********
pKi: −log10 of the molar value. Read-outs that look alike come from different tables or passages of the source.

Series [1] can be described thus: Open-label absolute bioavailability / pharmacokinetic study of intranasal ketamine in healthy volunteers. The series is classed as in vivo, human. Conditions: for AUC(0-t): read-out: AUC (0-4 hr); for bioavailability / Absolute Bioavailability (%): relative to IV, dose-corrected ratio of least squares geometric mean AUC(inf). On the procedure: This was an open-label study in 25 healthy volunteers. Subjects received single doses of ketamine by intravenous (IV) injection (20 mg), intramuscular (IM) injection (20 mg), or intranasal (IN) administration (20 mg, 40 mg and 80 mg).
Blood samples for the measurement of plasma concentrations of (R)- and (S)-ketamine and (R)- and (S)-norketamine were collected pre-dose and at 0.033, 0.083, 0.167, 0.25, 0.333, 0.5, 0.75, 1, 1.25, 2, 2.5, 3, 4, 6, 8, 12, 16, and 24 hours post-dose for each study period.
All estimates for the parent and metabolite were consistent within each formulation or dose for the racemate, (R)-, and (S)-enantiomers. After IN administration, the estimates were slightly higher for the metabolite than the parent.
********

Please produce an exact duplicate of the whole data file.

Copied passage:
pKi: −log10 of the molar value. Read-outs that look alike come from different tables or passages of the source.

Series [1] can be described thus: Open-label absolute bioavailability / pharmacokinetic study of intranasal ketamine in healthy volunteers. The series is classed as in vivo, human. Conditions: for AUC(0-t): read-out: AUC (0-4 hr); for bioavailability / Absolute Bioavailability (%): relative to IV, dose-corrected ratio of least squares geometric mean AUC(inf). On the procedure: This was an open-label study in 25 healthy volunteers. Subjects received single doses of ketamine by intravenous (IV) injection (20 mg), intramuscular (IM) injection (20 mg), or intranasal (IN) administration (20 mg, 40 mg and 80 mg).
Blood samples for the measurement of plasma concentrations of (R)- and (S)-ketamine and (R)- and (S)-norketamine were collected pre-dose and at 0.033, 0.083, 0.167, 0.25, 0.333, 0.5, 0.75, 1, 1.25, 2, 2.5, 3, 4, 6, 8, 12, 16, and 24 hours post-dose for each study period.
All estimates for the parent and metabolite were consistent within each formulation or dose for the racemate, (R)-, and (S)-enantiomers. After IN administration, the estimates were slightly higher for the metabolite than the parent.